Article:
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One of the most common questions people have after being injured in a Pennsylvania Car Accident is naturally: Who Will Pay My Medical Bills?
Most people think that the person who caused the accident is responsible, so his/her car insurance should pay. That makes sense, but is usually wrong.
Pennsylvania No Fault System
Pennsylvania works under a No Fault System for the payment of medical bills. What that means is that it doesn’t matter who was at fault for causing the accident. Medical Bill coverage comes from YOUR OWN CAR INSURANCE POLICY. This is regardless of what car you were in at the time of the crash or who was at fault for causing the accident.
If you are injured in a vehicle-related crash in Pennsylvania, then your own car insurance will pay your medical bills up to the amount of your coverage, which is usually $5,000, unless you paid for extra coverage (which you should because there are no co-pays or deductibles).
So, if you are injured as a driver of your own car, the driver or passenger of another car, as a pedestrian hit by a car, as a bus passenger, or as a bicycle rider hit by a car, YOUR OWN CAR INSURANCE will pay your medical bills.
So, assume Karen is injured by being rear-ended while driving her boyfriend Tom’s car that was hit by Henry who was drunk and on his cell phone. Karen doesn’t have car insurance but lives with her parents and they do. Whose car insurance pays Karen’s medical bills???
The answer is Karen’s parents’ car insurance. Car insurance follows the person, regardless of how they are injured or what car they are in. As a relative residing with her parents, Karen is covered under her parents’ policy, so it is first in line to pay her medical bills.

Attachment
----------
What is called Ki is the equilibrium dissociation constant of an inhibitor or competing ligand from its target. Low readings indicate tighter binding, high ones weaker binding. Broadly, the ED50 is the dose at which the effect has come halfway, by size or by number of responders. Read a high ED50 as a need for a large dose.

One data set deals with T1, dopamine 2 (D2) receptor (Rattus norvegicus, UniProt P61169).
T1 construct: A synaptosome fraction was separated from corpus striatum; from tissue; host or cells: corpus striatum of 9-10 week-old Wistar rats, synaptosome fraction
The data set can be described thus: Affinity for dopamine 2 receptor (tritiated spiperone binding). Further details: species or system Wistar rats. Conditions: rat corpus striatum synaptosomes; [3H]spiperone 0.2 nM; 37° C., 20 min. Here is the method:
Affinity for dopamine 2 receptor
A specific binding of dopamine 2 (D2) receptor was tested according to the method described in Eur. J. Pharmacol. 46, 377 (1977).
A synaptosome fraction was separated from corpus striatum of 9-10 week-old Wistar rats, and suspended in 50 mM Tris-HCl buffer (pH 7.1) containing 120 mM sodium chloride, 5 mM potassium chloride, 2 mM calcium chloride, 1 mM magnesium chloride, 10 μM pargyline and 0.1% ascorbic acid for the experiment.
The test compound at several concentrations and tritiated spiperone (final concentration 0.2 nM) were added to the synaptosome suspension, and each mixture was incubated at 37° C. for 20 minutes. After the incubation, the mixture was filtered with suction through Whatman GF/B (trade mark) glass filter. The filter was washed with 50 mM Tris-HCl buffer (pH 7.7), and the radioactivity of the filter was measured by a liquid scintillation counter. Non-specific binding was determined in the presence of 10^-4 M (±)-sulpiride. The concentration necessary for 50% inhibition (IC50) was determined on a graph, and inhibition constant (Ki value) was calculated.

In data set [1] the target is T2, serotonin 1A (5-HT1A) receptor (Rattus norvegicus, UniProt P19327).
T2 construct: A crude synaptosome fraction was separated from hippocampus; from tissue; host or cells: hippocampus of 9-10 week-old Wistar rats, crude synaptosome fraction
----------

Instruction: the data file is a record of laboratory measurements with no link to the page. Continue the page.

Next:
What if Karen did not live with her parents? Then, Tom’s policy would apply because Karen was driving his car with permission and is covered by his policy.
What Happens When No Fault Benefits Run Out?
If you are injured in a Car Accident and No Fault Medical Benefits are exhausted, then if you have health insurance, it has to pay your bills like any other illness. However, your health insurance co-pays and deductibles will apply.
You can make a claim on the insurance of the driver responsible for causing the crash for reimbursement of the deductibles and co-pays. Also, in some situations you may be required to make a claim for the medical bills your Health Insurance paid and pay the money back to your health insurance company. This is called Subrogation. Some health insurance plans can subrogate, and some cannot, so you or your lawyer will need to investigate.